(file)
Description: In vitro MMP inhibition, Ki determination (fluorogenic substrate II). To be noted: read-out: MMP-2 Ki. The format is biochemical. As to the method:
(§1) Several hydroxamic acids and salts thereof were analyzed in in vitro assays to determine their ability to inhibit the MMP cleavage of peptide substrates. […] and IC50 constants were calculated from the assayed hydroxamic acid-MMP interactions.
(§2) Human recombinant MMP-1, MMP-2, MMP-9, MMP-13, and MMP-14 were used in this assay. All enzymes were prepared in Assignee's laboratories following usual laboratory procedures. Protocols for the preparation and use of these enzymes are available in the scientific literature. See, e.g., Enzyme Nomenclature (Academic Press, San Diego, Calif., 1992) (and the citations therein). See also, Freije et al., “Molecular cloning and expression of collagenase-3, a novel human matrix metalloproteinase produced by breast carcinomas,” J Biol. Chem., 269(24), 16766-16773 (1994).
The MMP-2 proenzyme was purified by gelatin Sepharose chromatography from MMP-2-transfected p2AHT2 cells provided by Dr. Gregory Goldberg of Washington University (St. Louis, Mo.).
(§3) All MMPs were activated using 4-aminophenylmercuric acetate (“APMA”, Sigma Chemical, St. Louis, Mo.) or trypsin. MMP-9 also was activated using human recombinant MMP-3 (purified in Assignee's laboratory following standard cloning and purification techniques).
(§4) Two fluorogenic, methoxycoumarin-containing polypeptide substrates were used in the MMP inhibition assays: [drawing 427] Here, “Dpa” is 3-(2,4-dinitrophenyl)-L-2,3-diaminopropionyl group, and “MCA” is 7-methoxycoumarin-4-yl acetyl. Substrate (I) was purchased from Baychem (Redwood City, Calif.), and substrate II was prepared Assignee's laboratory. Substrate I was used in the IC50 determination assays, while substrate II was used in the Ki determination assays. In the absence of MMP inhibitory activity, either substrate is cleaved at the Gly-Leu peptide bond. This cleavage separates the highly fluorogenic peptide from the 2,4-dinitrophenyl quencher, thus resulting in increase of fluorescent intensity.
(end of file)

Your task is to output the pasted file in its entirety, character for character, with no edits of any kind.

Description: In vitro MMP inhibition, Ki determination (fluorogenic substrate II). To be noted: read-out: MMP-2 Ki. The format is biochemical. As to the method:
(§1) Several hydroxamic acids and salts thereof were analyzed in in vitro assays to determine their ability to inhibit the MMP cleavage of peptide substrates. […] and IC50 constants were calculated from the assayed hydroxamic acid-MMP interactions.
(§2) Human recombinant MMP-1, MMP-2, MMP-9, MMP-13, and MMP-14 were used in this assay. All enzymes were prepared in Assignee's laboratories following usual laboratory procedures. Protocols for the preparation and use of these enzymes are available in the scientific literature. See, e.g., Enzyme Nomenclature (Academic Press, San Diego, Calif., 1992) (and the citations therein). See also, Freije et al., “Molecular cloning and expression of collagenase-3, a novel human matrix metalloproteinase produced by breast carcinomas,” J Biol. Chem., 269(24), 16766-16773 (1994).
The MMP-2 proenzyme was purified by gelatin Sepharose chromatography from MMP-2-transfected p2AHT2 cells provided by Dr. Gregory Goldberg of Washington University (St. Louis, Mo.).
(§3) All MMPs were activated using 4-aminophenylmercuric acetate (“APMA”, Sigma Chemical, St. Louis, Mo.) or trypsin. MMP-9 also was activated using human recombinant MMP-3 (purified in Assignee's laboratory following standard cloning and purification techniques).
(§4) Two fluorogenic, methoxycoumarin-containing polypeptide substrates were used in the MMP inhibition assays: [drawing 427] Here, “Dpa” is 3-(2,4-dinitrophenyl)-L-2,3-diaminopropionyl group, and “MCA” is 7-methoxycoumarin-4-yl acetyl. Substrate (I) was purchased from Baychem (Redwood City, Calif.), and substrate II was prepared Assignee's laboratory. Substrate I was used in the IC50 determination assays, while substrate II was used in the Ki determination assays. In the absence of MMP inhibitory activity, either substrate is cleaved at the Gly-Leu peptide bond. This cleavage separates the highly fluorogenic peptide from the 2,4-dinitrophenyl quencher, thus resulting in increase of fluorescent intensity.